Kevin laughs: "Of course the great thing for me is, the revenge doesn’t come down on me, it’s Tim Piggott Smith. Somehow, somewhere she’s going to top what happened."

Michael talks to Kevin starting his career as a ‘stand-up comic.’ After doing a brilliant Bill Clinton impression to Michael’s other guest Rory Bremner [I’m glad to see my friend Tony Blair is here tonight!], Kevin explains: "I started out doing an impressions - I just had an ear for it but I did it in some unusual places in Los Angeles where I grew up, like bowling alleys at midnight talent contests. You know what this is like, when you’re doing you’re best material and all you can hear is the sound of bowling pins being knocked over. It’s not going exactly as you hoped but I found it great fun. And it really wasn’t until I hosted Saturday Night Live that I had a chance to really do impressions in a public way… Each time I work with someone, I love to be able to get them down. Just one kind of thing that they do [looks at Judi and says in British accent impersonating her] ‘Oh please! Stop it!’"

When Michael asks Kevin about one of his "great mentors", Al Pacino, Kevin says: "I did a film with him which was almost like a documentary about Shakespeare called Looking For Richard. We did that because we did Glengarry Glen Ross. He’d come to see me in a Neil Simon play and he recommended me to the director James Foley, and said [in Al Pacino accent], ‘Oh, I think he’d be good. Let’s have him. Can I get a cappuccino!’" [The audience and Michael laugh]

Michael then asks where Kevin’s love for song and dance came from? Kevin replies: "It was partly because of my parents. When I grew up we had music in the house all the time. In fact my father had this extraordinary collection of 78 records so I grew up listening to Peggy Lee, Perry Como, Bing Crosby and Frank Sinatra which I now have since my father passed. When I started out in theatre in high school, I did a lot of musicals - The Sound of Music, West Side Story, Oklahoma, Dames At Sea, Damn Yankees, a lot of musicals."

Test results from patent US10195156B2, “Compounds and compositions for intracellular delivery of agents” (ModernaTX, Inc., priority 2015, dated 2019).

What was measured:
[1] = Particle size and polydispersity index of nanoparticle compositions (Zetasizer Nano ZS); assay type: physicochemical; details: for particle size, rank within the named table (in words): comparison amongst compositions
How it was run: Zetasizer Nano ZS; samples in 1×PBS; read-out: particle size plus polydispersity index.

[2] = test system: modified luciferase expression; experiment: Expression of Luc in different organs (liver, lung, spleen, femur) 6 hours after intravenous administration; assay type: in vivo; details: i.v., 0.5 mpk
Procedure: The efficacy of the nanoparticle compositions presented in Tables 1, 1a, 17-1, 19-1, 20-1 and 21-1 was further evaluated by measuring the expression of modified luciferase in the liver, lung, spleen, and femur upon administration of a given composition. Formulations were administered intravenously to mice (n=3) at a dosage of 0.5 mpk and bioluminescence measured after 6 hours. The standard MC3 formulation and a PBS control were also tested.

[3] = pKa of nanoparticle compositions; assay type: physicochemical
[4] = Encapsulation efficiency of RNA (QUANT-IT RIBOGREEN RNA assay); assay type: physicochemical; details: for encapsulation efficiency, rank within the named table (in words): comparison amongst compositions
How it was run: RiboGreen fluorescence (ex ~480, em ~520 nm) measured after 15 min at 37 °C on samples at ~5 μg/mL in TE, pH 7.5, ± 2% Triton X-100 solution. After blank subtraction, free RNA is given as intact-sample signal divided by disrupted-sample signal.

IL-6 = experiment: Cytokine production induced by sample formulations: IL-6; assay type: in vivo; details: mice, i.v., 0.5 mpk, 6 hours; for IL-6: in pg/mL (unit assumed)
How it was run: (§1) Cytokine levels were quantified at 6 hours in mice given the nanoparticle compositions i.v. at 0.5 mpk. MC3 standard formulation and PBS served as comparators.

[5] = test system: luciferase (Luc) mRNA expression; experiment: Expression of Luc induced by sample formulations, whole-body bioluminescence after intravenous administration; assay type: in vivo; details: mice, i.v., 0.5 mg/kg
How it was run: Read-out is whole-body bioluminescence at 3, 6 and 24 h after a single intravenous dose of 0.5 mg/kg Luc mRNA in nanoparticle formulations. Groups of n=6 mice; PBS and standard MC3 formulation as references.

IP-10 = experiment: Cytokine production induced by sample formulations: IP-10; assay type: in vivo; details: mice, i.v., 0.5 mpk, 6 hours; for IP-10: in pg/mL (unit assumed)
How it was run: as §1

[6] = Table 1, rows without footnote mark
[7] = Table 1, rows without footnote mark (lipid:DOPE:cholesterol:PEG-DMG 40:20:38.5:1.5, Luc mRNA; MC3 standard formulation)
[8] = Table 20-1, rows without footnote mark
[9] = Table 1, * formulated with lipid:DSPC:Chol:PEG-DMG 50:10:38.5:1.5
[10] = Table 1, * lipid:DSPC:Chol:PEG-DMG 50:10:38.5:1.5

Michael asks if Kevin would ‘do a little ‘hoof’ [tap dance] for us’, the actor replies: "Well only if you ‘hoof’ with me." Reluctantly, Michael joins Kevin who begins to ‘shuffle’ and instructs the talk-show host to do the same, saying "Use your toe’" but Michael tries with not much success and says: "Can I make a deal with you? Can I watch you?"

Kevin’s professional tap dance gains a huge applause from the audience and he comments: "It’s not that complicated really."

Finally, Michael asks what the actor’s future plans are. Kevin says: "I’m pretty much doing what Judi’s doing. I’m taking an extended break from performing. I have a company in America and we’re producing a great number of films and we have a documentary that was just at the Berlin Film Festival. And that’s really what I’m going to focus my energy and time on in the next year."

Impressionist Rory Bremner is Michael’s other guest in the studio and there is music from The Lighthouse Family.

The next Parkinson will be transmitted on Saturday 23 March with award-winning singer Celine Dion, in her only British interview, Nigel Havers and Ian Hislop.

The Executive Producer of Parkinson is Bea Ballard.



About the BBC | Help | Terms of Use | Privacy & Cookies Policy